Sunday, December 18, 2016

The X-Files: I Want To Believe

Ten years after the first feature and six years after Fox cancelled the television series after nine seasons, THE X-FILES returned to the big screen with a moody thriller set in bleak, wintry West Virginia (but filmed in British Columbia). The FBI bring former agents Fox Mulder (David Duchovny) and Dana Scully (Gillian Anderson) out of retirement to investigate the disappearance of a fellow agent and the discovery of human body parts buried in the snow.

Again written by Frank Spotnitz and Chris Carter, who also directed, the X-FILES sequel is short on spectacle — it has only one real action sequence — but long on grimness. In addition to its quietly intense dramatics, dreary setting, and heady discussions about science versus religion, the plot also includes a pedophile priest played by Billy Connolly (BOONDOCK SAINTS) who claims to have psychic visions of the FBI agent’s kidnapping. But does he really have supernatural abilities or is he actually a killer?

Something of an anti-blockbuster, despite its July release date, I WANT TO BELIEVE holds interest due to its creepy mood, well delineated by Carter, and the strong relationship between Mulder and Scully. Duchovny and Anderson are extremely good together, and they know their characters so well that watching them feels like being covered with a nice warm security blanket. Fan favorite Mitch Pileggi (SHOCKER) makes a late appearance as Walter Skinner, which is brief but well integrated into the story. Unfortunately, while Amanda Peet and Xzibit are fine, I guess, as FBI agents, one wonders why Carter didn’t bring back former regulars Robert Patrick and Annabeth Gish in their roles.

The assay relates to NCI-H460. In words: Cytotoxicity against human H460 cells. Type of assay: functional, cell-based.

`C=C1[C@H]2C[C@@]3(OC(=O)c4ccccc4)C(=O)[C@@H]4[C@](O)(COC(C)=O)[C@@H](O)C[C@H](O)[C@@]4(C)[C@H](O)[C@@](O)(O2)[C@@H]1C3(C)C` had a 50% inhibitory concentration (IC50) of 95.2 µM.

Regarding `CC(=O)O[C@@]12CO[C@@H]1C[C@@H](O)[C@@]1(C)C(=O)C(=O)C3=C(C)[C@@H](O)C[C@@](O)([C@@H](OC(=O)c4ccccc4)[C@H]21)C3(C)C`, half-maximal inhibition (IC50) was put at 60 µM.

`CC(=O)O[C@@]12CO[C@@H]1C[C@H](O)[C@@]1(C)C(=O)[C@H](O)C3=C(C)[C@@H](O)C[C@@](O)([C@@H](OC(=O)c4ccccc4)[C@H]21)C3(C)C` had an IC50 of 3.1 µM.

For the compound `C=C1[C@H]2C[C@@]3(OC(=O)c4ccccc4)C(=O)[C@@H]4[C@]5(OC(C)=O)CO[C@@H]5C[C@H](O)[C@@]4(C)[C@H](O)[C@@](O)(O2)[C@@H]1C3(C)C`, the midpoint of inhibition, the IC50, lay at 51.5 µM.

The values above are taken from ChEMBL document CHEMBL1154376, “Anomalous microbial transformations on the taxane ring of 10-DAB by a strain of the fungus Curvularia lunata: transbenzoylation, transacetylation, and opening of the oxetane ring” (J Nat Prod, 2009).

Fox did the film a real disservice, releasing it one week after THE DARK KNIGHT and the same weekend as San Diego Comic Con. Unsurprisingly, I WANT TO BELIEVE opened in fourth place and was out of the top ten after two weekends. A fall or winter release would have been more appropriate for a film with with a built-in cult audience and virtually no mainstream appeal by 2008.

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